European road freight: 'all the ingredients for sustained rate inflation are in place'
European road freight rates have hit an all-time high, amid a Europe-wide driver shortage and ...
Hauliers have suggested the UK should consider allowing “road trains” to address the driver shortage, but hauliers claim this could be “fatal”.
Increasingly a common sight in Australia, ‘road trains’ – multiple trailers linked to the one cab – measure more than 150ft in length and offer up to 180 tonnes of cargo capacity.
“It is a solution that could be implemented pretty quickly, and would allow a single driver to deliver two to three trailers’ worth of goods in a single trip,” one haulier told The Loadstar.
“We already have the technology to couple multi-trailers, all it would really need would be an accredited training scheme.”
Support for road trains has also been mooted by the International Road Transport Union (IRU), albeit for different reasons, having earlier this year suggested they could be part of industry decarbonisation efforts.
It noted that Belgium, Czech Republic, Denmark, Finland, Germany, the Netherlands, Norway, Portugal, Spain, and Sweden had already approved road trains and that if a third of all truck journeys were made by them, some 700m tonnes of CO2 could be saved by 2050.
But an IRU spokesperson downplayed any effectiveness in combating driver shortages, saying: “It would help a little, as you can transport more with fewer vehicles, but I would not consider it a short-term solution to the shortages in the UK – although they are perfectly capable of driving on certain UK roads.”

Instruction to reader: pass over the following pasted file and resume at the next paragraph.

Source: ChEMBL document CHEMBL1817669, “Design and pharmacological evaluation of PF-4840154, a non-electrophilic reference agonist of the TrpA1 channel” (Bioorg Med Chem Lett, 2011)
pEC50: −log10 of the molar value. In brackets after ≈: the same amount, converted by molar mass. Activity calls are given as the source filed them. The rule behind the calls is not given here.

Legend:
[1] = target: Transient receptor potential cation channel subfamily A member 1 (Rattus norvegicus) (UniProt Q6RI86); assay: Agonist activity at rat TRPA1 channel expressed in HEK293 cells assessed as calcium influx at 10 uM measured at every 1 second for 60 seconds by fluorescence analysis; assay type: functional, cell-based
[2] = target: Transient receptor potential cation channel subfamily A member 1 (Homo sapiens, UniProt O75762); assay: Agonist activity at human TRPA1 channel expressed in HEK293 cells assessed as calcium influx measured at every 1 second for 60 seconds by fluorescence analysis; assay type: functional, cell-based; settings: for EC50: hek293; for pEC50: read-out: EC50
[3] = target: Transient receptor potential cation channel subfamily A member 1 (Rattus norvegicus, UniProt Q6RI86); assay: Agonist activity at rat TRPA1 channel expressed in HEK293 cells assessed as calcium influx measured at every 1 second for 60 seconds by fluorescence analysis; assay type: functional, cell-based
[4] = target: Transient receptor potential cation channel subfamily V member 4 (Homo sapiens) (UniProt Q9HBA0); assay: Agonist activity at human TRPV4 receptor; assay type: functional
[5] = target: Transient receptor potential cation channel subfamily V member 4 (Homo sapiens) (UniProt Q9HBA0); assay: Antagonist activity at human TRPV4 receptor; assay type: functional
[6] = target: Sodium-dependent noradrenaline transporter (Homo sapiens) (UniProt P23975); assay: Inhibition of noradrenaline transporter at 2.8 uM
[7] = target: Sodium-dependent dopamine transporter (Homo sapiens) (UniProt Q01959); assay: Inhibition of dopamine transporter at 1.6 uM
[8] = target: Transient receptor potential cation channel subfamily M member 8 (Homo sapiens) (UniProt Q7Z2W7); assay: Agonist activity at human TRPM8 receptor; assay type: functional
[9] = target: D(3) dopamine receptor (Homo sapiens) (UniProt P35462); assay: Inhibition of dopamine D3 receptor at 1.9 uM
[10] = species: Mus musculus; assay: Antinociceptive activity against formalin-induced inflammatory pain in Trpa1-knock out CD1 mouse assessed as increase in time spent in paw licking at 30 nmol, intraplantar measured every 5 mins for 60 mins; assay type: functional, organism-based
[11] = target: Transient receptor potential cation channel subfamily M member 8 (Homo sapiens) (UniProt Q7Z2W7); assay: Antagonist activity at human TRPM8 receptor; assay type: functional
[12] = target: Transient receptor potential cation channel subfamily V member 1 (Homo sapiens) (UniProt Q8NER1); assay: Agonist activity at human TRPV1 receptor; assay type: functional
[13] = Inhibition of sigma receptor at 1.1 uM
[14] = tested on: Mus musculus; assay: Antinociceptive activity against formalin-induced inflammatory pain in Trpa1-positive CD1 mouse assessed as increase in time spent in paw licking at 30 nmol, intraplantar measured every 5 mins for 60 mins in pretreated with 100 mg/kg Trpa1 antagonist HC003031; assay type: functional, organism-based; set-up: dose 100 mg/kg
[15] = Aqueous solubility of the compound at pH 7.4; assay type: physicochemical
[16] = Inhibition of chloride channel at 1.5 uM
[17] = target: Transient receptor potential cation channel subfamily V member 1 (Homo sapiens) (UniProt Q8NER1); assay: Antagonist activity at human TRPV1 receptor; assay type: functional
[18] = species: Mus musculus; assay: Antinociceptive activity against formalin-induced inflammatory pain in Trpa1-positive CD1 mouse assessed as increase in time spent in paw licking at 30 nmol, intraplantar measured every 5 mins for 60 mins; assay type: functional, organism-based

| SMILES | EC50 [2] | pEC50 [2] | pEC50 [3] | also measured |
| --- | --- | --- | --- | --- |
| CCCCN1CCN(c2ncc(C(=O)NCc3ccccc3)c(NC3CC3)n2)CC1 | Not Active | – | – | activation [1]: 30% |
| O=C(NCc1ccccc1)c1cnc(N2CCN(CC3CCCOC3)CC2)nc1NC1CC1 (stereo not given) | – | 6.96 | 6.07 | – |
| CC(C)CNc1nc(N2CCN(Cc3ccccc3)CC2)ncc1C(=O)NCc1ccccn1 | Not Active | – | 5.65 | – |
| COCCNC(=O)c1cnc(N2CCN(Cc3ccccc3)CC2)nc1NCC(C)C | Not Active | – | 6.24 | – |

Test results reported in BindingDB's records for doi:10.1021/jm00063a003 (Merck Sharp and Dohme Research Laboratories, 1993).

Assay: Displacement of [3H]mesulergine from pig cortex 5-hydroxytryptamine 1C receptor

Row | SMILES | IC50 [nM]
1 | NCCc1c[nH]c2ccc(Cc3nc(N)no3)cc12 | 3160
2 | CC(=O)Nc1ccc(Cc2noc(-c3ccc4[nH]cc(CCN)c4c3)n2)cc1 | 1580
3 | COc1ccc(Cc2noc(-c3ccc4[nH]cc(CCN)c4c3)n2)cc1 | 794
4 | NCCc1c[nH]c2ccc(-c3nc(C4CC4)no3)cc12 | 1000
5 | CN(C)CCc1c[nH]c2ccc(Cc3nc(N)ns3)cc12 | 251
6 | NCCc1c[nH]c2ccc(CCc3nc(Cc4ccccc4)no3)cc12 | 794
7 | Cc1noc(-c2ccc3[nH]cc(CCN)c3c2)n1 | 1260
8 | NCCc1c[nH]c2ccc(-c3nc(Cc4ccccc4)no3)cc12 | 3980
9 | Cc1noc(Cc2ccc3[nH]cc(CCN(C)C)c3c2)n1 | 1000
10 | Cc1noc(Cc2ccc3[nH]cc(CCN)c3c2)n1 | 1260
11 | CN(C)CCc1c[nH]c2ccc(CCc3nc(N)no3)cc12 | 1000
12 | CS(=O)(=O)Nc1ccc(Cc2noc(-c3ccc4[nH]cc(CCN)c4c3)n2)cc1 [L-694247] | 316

IRU calculations match those from another source who claimed road trains could carry the equivalent of three standard HGV loads.
Suggesting their use on ‘regional distribution centre to regional distribution centre, motorway-only’ delivery routes, the source claimed that even if speeds were capped at 50mph, three times as much cargo could be delivered in less time with less manpower.
The IRU spokesperson added: “However, we would see this as more of a positive consequence of encouraging longer trucks and, in particular, harmonising their cross-border use rather than a principal objective.
“Our principal support for eco-trucks [what the IRU calls ‘road trains’] remains reducing CO2 emissions and congestion and increasing freight efficiency.”
However, one driver said there were doubts over the assertion that road trains were “perfectly capable” of driving on UK roads, and stressed that UK trailer sizes were “as big” as present infrastructure could accommodate.
“On our roads, with the amount of traffic and population density we have, can you imagine that? Or those things negotiating M25 road closures?” the driver told The Loadstar.
“Running those things would require not only massive changes to the laws, but huge fleet investment and trailer reception areas all around the country, even the 50ft trailers we see are too big and cause chaos – 45ft long and 16.2ft high is plenty, thanks.”